Considering Connecticut's total number of people, it's safe to say that there's a high percentage of potential landlords who are looking to rent their property to someone. However, this can be difficult if the landlord doesn't know their local regulations regarding a lease agreement. Understanding these Connecticut landlord tenant laws ensures that both the landlord and tenant know their rights and responsibilities at the time of renting.

Landlord-tenant law may vary depending on the state, making it more important to pay attention to the details. In this case, we're going to go over the Connecticut landlord-tenant law so that every party has a clearer idea of what to do in specific cases.

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Now, let’s dive in. 

Is Connecticut a Landlord-Friendly State?

It depends on the case. Rental prices in Connecticut are usually high, which is a great opportunity for landlords. However, some many laws and conditions benefit tenants in cases of dispute.

If we look at it from a renter's perspective, Connecticut can be considered a landlord-friendly state as long as they're compliant with Connecticut law.

What is a Rental Agreement in Connecticut?

The name implies a written or oral agreement between the landlord and tenant that specifies the conditions for leasing a property. According to Connecticut landlord-tenant laws it's important to provide these agreements in every case since they're going to grant rights and privileges to both parties.

All federal clauses regarding housing and renting conditions can be found in the Connecticut General Statutes (Title 47a).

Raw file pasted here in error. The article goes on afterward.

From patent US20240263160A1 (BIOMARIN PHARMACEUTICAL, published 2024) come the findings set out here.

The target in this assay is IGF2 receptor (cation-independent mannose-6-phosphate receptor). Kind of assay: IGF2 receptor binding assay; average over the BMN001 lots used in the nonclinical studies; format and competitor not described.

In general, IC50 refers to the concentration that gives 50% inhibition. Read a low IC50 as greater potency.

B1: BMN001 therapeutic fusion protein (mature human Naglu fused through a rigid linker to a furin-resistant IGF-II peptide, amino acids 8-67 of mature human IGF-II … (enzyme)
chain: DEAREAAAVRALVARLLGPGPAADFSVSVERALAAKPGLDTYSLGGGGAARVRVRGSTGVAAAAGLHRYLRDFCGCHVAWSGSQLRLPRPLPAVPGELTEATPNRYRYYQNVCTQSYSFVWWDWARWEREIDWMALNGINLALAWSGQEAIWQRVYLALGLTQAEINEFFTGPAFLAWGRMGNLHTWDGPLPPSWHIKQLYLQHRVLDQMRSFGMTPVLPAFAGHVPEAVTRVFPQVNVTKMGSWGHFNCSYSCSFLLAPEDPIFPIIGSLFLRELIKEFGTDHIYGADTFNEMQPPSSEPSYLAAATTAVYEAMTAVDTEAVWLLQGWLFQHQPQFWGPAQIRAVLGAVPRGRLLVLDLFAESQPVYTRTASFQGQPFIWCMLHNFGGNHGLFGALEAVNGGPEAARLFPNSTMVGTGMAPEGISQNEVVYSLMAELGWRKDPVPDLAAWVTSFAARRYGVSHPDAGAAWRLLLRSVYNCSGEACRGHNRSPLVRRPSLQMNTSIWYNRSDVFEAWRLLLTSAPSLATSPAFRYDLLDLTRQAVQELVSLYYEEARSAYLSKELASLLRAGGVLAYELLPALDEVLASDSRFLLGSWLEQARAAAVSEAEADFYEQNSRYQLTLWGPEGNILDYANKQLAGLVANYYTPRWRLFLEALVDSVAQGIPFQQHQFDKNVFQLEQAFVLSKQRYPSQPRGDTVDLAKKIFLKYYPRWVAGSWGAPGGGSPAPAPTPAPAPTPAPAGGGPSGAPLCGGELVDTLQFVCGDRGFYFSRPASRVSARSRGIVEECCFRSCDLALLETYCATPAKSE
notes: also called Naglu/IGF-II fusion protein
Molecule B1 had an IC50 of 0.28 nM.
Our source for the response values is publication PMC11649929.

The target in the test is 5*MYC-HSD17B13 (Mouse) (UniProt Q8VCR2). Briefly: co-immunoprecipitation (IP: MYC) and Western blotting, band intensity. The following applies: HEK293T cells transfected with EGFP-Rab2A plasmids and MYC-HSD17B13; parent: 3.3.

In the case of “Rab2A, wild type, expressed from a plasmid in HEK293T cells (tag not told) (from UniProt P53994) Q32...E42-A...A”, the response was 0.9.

Is a Rental Agreement Always Needed in Connecticut?

These agreements may be drafted orally or in written form. However, it's recommended that Connecticut landlords always provide a written lease to have legal proof of everything agreed upon; this can help both parties in case a dispute goes to court.

According to Connecticut landlord-tenant laws while this decision relies mostly on the landlord, they have to draft a written lease agreement if their lease is longer than 12 months.

Landlords' Rights & Obligations


According to Connecticut law, landlords have the right to request rent payments on time, deduct damage repairs from the security deposit if it exceeds normal wear and tear, and a safe and calm environment for neighbors and other tenants.


The landlord must provide a rental unit that complies with local health and safety conditions. If the tenant requests any big repairs on the unit, landlords must promptly provide them, which is usually 15 days within a written notice.